Diversifying your business away from your bar could be the thing that saves it, says Daniel Crowther of Hedonist in Leeds (and many other related businesses).
Over the last year the goalposts have moved. Not just monthly but at times weekly and daily – to the point we have had to reassess what we as businesses are even aiming at. The solution is to create more goalposts!
When I established Hedonist over five years ago with my partners, we wanted to ensure the business was never solely reliant on one source of revenue. Our backgrounds were in bars and brand marketing and one of my partners, Bruce Lerman, had experience in large scale events. We used this experience to create revenue streams that were completely independent of each other. So not only Hedonist Bar but Hedonist Drinks, a creative brand agency and Hedonist Events, an event production and activation business.
This meant that if one source of revenue dried up (which it has, for obvious reasons), the other channels could still be flowing to keep one or more arms of the business afloat. It also ensured that our customer base was not just direct-to-consumer, but we also had a business-to-business arm.
Diversify, Deliver, Develop
During the pandemic, diversifying your offerings as operators can be the difference between survival and not. In its basic form, diversifying could mean at-home delivery – as many bars have done. Or the creation of merchandise that leverages your brand, which is not a new thing – think Hard Rock Café – but a worthwhile revenue stream regardless of the pandemic.
Having multiple facets to a business is not easy and, at times, you can stretch yourself too thinly, unwittingly becoming a jack of all trades, master of none. To guard against this, it’s helpful to assemble a team balanced with different skill sets so you can seize opportunities as they present themselves.
Re-think and re-imagine
Rather than reverting to the old model of growth through increasing opening hours or launching new venues, in my experience, it can be better to concentrate on your existing business, but diversify its functions. New revenue streams, while at the same time reinforcing and strengthening your core brand, increases its longevity, helping to drive future revenue.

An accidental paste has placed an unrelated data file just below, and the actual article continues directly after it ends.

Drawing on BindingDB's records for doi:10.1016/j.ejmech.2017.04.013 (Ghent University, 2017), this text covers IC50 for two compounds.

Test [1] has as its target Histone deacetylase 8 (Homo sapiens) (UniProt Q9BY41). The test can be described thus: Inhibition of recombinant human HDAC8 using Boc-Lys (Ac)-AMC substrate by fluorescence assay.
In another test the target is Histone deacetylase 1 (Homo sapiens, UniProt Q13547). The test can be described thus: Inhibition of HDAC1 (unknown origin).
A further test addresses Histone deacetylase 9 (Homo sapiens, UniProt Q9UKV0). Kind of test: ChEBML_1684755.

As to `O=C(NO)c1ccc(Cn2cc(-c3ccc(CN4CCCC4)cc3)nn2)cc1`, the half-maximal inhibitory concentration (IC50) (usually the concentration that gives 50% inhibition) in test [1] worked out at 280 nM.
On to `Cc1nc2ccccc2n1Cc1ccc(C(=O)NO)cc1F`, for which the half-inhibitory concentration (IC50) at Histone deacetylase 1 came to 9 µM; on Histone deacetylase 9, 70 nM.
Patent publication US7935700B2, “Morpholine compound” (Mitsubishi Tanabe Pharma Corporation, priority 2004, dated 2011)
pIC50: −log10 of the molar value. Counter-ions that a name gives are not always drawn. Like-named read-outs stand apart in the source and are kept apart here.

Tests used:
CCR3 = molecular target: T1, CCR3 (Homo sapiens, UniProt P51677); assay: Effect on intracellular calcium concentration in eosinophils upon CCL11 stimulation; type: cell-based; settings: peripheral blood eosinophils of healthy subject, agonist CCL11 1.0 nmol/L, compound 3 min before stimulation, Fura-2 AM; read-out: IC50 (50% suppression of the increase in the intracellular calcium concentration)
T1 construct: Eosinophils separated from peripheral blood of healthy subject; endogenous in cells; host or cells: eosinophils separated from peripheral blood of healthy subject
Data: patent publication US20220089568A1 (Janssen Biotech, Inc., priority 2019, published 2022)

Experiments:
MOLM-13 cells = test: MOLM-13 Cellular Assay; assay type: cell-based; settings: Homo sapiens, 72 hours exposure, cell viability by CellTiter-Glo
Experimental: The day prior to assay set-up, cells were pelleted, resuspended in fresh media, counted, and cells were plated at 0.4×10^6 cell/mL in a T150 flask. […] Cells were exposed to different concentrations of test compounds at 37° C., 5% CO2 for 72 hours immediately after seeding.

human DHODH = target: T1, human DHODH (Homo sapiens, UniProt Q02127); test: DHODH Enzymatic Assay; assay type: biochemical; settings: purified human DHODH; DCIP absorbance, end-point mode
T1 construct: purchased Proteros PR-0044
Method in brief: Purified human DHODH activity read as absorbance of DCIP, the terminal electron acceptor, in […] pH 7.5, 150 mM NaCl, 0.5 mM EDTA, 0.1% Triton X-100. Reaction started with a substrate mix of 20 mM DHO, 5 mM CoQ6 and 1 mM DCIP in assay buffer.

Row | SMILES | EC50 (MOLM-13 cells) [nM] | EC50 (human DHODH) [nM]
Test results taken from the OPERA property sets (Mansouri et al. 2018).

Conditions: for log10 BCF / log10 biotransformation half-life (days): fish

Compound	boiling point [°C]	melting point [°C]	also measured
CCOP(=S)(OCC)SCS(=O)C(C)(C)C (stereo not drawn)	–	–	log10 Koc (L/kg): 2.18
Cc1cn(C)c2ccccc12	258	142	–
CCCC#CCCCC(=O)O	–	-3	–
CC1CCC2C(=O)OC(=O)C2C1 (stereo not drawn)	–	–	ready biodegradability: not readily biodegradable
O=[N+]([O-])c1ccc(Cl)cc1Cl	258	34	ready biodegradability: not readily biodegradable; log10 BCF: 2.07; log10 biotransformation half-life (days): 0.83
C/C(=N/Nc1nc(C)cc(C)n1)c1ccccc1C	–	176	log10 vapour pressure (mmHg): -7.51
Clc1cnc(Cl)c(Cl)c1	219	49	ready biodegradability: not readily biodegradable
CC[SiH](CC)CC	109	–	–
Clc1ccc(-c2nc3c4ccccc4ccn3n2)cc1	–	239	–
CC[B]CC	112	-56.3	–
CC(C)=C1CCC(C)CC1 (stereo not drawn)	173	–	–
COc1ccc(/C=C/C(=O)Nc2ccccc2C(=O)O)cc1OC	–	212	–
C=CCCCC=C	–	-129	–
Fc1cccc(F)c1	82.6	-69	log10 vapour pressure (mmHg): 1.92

Look deep into what your bar is; the operation and ideals that go into it and see what other sectors, be it within or external to hospitality that you can grow into. The spirits industry has hired bartenders for sales and brand ambassador roles for years because they utilise similar skill sets. Can a bar brand not think along the same lines?
The post Covid bar should now not only think about the products they serve, but the services they provide and how they can grow into untapped areas of the market. When we started Hedonist Bar we carefully looked at what we were doing and what was needed in the industry. We quickly realised that our everyday tasks had parallels within the world of trade marketing.
A great example of this is when you create drinks for a menu. Your drinks need to be accessible, creative, forward-thinking and usually work to a brief: you have to use X product, with Y and use Z amount. This is the exact same approach spirit brands use to create a ‘Perfect” or “Signature Serve’, so why not use your bar and its reputation to offer that same service to a brand who may not have the expertise and/or industry knowledge to do so themselves?
Pivots that become permanent
At the start of the pandemic, myself and business partner Jon Lee decided to add another arm to the business, The Liquor Studio. The business was set to be a creative drinks space and photography studio to supplement the brand agency services as well as a becoming a northern hub for industry trainings and events. We also wanted to create an experiential space for spirit enthusiasts to create their own spirits and learn from independent industry experts.
Covid changed our plans and we had to quickly pivot the business model overnight and think about how we bring those services we offered in person to people at home. This led to the creation of GIN-solation, a product where people can create a bespoke gin online that we blend at The Studio and post direct to their homes. This became massively popular and 12 months on, we have naturally developed into spirit production, as well as expanding our services into commercial and consumer online experiences. As we come out of the pandemic, we intend to offer both approaches to our services.
Just over five years into owning my own business we have a bar, a creative brand agency, photography studio, creative drinks space, event business and an at-home offering. I could never have imagined this when I started in this industry over 10 years ago, with the sole dream of just opening a bar.